Saturday, October 7, 2017

Angular Carto: Compound basemaps

This post is part of a series covering how to create reusable Carto map components. Read the introduction to learn why one would even want to do such a thing. The previous post in the series was voluminous, so I will change things up and describe a minor enhancement to basemap switching: basemaps that consist of more than one tile layer. This is particularly useful for adding labels to a basemap.

Enhancing the basemap prototype

This post builds off of the previous post on basemap selection. I will describe how specific components will change to accommodate multiple tile layers in a basemap. You may find it helpful to read the previous post to understand how the other components work.

First, consider the basemap prototype that requires exactly one tile layer. Its public interface exposes addToMap() and removeFromMap() methods.

Accommodating multiple tile layers in the basemap is as simple as adding a for loop to both methods. Note that after each tile layer is added to the map there is the invocation of setZIndex(layer.zIndex). Leaflet relies on a z-index to specify the order in which layers are rendered. The appropriate z-index is stored in the zIndex property of each layer.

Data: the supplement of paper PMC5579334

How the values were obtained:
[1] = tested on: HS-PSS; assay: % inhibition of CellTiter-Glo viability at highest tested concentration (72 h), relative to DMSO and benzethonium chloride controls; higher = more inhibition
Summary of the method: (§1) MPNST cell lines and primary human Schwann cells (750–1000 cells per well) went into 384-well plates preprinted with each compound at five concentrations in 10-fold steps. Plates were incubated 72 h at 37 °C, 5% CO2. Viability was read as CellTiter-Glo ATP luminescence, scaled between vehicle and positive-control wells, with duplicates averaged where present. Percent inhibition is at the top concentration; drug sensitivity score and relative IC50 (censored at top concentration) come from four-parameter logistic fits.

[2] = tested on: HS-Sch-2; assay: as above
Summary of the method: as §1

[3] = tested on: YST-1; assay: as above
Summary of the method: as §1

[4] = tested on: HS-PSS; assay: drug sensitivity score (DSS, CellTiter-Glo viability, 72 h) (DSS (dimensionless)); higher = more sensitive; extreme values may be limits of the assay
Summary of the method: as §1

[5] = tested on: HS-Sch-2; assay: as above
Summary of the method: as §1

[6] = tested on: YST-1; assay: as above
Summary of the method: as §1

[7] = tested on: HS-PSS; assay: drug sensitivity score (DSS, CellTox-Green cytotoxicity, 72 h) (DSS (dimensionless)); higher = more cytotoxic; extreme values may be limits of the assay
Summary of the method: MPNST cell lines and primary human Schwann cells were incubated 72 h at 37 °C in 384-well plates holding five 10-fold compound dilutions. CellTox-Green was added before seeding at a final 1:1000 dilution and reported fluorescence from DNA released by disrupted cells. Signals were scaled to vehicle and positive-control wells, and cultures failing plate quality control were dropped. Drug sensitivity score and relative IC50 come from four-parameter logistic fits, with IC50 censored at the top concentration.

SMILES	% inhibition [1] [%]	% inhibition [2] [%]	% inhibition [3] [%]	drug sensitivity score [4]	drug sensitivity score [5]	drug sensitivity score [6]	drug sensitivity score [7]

Tweaking the basemap() function

Next, consider the basemap() factory function. Its parameters are the Carto/Leaflet map, a label to use in the user interface, and the tile layer to encapsulate, and creates a new object from the basemap prototype.

Accommodating multiple tile layers in the basemap() factory is as simple as allowing the layers parameter to be either a single tile layer or an array of tile layers. First, the function checks whether the layers argument is an array; if it is not, it converts it to an array with 1 element (lines 40–42). Next, it sets a zIndex property on each layer in ascending order relative to their position in the layers argument. This means that each element in the layers array will be drawn on top of all previous elements in the array (lines 43–45).

The list of basemaps

Now that our basemap prototype and factory can handle multiple tile layers, let’s throw some labels on top of a Google imagery layer. Carto hosts a variety of label-only layers, so we’ll use one of those. Thanks to the modifications we’ve made, it’s as simple as passing an array to the basemap() function.

Bringing it all together

You can Fiddle around with a working compound basemap selector below.

Why would you do such a thing?

Sometimes a basemap with just one tile layer just won’t cut it.

Other posts in this series

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